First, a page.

With potent storytelling, King paints a surreal picture of small town America in the eighties. He felt that this was a decade when everything came with a price tag with the final items being honour, integrity, self-respect and innocence and he turned this concept into a small-town curio shop.
Leland Gaunt opens a new shop in Castle Rock called Needful Things. Anyone who enters his store finds the object of his or her lifelong dreams and desires: a prized baseball card, a healing amulet. In addition to a token payment, Gaunt requests that each person perform a little ‘deed’. Usually a seemingly innocent prank played on someone else from town. These practical jokes cascade out of control and soon the entire town is doing battle with itself. Only Sherriff Alan Pangborn suspects that Gaunt is behind the population’s increasingly violent behaviour.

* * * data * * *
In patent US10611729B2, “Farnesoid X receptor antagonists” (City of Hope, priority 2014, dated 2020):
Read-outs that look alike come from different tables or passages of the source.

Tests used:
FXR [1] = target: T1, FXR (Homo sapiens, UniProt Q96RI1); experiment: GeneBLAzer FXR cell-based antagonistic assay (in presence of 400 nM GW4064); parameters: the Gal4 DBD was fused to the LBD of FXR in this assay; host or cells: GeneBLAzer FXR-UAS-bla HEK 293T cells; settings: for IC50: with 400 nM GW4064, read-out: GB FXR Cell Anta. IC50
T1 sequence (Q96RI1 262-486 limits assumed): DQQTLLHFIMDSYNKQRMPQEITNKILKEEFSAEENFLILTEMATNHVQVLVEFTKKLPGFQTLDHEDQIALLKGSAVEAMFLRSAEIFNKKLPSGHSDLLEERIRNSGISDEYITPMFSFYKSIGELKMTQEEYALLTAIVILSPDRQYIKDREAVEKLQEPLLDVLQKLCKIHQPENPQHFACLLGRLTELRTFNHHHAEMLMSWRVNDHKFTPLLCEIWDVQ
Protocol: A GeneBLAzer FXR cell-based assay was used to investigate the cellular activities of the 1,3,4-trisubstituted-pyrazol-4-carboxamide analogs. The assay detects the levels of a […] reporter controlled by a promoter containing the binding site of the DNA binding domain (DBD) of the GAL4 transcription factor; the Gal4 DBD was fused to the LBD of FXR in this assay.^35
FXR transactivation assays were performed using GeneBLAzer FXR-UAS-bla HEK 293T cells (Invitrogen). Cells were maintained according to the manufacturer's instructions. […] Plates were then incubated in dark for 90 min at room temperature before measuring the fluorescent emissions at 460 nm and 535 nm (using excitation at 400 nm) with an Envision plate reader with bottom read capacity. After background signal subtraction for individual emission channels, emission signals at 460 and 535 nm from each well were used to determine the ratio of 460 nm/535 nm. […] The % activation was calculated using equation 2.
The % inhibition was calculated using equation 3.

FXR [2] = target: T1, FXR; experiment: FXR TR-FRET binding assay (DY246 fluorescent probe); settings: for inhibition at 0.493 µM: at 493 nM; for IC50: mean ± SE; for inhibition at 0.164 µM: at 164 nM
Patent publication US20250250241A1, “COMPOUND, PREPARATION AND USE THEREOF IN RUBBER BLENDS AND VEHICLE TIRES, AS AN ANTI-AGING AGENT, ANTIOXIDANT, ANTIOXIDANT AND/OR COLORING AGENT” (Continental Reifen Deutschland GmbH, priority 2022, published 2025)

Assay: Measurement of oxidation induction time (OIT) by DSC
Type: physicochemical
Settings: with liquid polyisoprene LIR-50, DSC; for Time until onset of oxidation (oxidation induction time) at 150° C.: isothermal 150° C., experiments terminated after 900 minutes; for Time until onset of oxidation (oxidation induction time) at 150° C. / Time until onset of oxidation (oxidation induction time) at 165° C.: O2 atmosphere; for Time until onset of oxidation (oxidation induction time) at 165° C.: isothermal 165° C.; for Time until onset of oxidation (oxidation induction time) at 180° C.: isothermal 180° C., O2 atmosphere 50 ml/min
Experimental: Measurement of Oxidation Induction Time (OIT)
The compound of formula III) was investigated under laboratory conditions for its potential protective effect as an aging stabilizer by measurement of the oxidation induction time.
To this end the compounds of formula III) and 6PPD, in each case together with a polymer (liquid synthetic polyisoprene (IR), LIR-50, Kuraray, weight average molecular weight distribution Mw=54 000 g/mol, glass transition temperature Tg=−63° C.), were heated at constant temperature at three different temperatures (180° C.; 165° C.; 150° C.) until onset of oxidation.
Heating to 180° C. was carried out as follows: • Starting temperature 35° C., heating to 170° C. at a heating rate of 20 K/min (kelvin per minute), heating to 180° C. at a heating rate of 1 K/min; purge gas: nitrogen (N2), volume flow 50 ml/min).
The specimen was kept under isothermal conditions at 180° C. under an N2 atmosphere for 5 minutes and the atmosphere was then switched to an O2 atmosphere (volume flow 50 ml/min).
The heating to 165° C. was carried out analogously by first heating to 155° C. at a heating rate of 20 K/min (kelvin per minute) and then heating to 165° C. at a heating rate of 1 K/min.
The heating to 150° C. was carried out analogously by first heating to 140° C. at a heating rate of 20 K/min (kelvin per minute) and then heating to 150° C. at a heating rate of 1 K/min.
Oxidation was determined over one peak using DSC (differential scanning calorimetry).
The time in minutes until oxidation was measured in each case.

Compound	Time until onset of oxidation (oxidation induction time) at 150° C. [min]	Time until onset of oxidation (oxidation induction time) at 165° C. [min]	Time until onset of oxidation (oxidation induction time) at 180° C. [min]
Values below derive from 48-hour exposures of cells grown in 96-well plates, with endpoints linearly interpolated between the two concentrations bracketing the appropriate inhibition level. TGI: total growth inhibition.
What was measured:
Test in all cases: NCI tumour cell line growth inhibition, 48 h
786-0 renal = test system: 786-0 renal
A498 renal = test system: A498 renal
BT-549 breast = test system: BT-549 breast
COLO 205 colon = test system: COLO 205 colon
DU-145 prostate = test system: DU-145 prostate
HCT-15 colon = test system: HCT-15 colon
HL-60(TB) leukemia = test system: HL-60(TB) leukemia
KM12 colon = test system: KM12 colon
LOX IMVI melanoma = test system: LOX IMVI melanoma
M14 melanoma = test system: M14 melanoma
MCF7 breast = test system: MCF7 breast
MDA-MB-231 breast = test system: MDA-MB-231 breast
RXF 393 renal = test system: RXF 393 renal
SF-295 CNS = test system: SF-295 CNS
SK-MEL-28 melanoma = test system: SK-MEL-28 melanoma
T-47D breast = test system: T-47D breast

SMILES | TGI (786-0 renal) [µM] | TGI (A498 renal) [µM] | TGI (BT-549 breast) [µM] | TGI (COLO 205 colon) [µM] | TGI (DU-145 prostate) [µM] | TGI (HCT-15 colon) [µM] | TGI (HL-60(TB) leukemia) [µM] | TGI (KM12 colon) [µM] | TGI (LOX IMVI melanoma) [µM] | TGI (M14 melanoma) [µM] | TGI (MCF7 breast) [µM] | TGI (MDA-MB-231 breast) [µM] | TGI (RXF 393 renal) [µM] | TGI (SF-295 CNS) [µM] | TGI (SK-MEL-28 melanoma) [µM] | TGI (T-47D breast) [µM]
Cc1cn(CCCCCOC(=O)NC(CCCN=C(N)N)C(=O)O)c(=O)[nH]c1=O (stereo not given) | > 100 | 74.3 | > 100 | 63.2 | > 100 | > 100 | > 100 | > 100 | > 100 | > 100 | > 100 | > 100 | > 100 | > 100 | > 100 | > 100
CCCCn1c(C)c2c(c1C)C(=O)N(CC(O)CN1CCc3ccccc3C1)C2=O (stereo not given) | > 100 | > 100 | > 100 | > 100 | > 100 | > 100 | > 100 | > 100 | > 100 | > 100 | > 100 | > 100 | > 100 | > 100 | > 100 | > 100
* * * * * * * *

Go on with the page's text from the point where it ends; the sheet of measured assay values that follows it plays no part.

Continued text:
If you’ve never read a horror novel before, you’d find yourself gently drawn into the mystery of this little shop and its strange proprietor who seems to be able to look deep into the soul of each customer and uncover their secret desires. But this is not for the faint hearted. There is an explosive sting in the tail. Love him or hate him – and we were decidedly split – his storytelling skills are undeniable.